Windows InTune: Should MSPs Be Afraid?

Scott Calonico

windows intune logoIt’s always a slight cause for concern for MSPs when a major player muscles in on an established area of their industry.

Microsoft’s Windows InTune product is a cloud-based PC management solution that centralizes application deployment, updates and Internet security within a single Web-based console.

Microsoft are marketing InTune as a way for smaller IT companies to acquire the same kind of infrastructure management facilities as large corporates, with only minimal investment.

Obviously, this crosses over, to a large extent, with the kind of proactive IT support services that MSPs typically offer to clients. So, should MSPs be afraid? Probably not. Here are three reasons why:

  • Companies that choose to outsource their IT provision tend to do so because they don’t want to internally manage the minutiae of their IT system. A new Microsoft product is unlikely to change their strategy.
  • While InTune makes centralized management easier, it still requires technical expertise to install and configure.
  • InTune is just Microsoft’s way of doing something that it’s been possible to do for a long time using alternative solutions.

With these reasons in mind, it’s clear that InTune doesn’t really pose a threat to the work that MSPs carry out. In fact, MSPs would be better served by viewing the existence of InTune as an opportunity.

The InTune Opportunity

A wise strategy for MSPs new to InTune is to sign up for a free trial and evaluate whether the new product can fit with their way of doing business.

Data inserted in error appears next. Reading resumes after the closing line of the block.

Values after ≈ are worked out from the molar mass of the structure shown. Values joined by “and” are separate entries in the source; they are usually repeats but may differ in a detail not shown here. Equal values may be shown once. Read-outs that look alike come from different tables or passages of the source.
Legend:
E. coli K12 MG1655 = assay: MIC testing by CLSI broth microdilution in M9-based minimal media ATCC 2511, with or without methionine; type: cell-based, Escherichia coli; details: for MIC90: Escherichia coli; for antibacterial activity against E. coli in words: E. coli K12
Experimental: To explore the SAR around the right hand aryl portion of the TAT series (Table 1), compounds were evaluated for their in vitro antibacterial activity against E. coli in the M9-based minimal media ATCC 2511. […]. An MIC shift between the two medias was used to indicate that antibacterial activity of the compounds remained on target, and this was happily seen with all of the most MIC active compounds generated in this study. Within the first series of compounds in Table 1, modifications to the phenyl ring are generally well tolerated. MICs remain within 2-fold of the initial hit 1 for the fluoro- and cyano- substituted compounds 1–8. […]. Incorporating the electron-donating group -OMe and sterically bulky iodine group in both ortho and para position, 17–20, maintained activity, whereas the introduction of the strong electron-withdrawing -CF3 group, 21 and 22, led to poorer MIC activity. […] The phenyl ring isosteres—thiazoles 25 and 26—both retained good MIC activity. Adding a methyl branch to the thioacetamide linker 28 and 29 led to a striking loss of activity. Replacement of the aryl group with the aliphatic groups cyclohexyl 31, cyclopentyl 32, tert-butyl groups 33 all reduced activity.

Rather than seeing InTune as something that customers may buy themselves, it is better for MSPs to see whether it’s something that it may be an idea to sell into clients. After all, MSPs who are Microsoft partners can earn generous ongoing commissions for doing just that.

Of course, plenty of MSPs will have no interest in using InTune on client networks, especially with plenty of cloud foldercompeting PC management tools already in the marketplace.

An opportunity exists here as well: With Microsoft plowing marketing budget into convincing SMEs that they should have centralized management in place, it becomes easier to sell products and services of this nature to clients.

To some extent, owners of MSP businesses have a set of reasons to feel “under siege” in the current climate. Their target customers are increasingly shifting towards the cloud, Small Business Server has been discontinued and there seems to be renewed interest in the SME IT market from some serious players. However, there’s really no need for paranoia.

All MSPs need to do is plan and adapt – there will always be room in the IT industry for personalised service and specialist knowledge – even if the way to market and sell it may be evolving rapidly.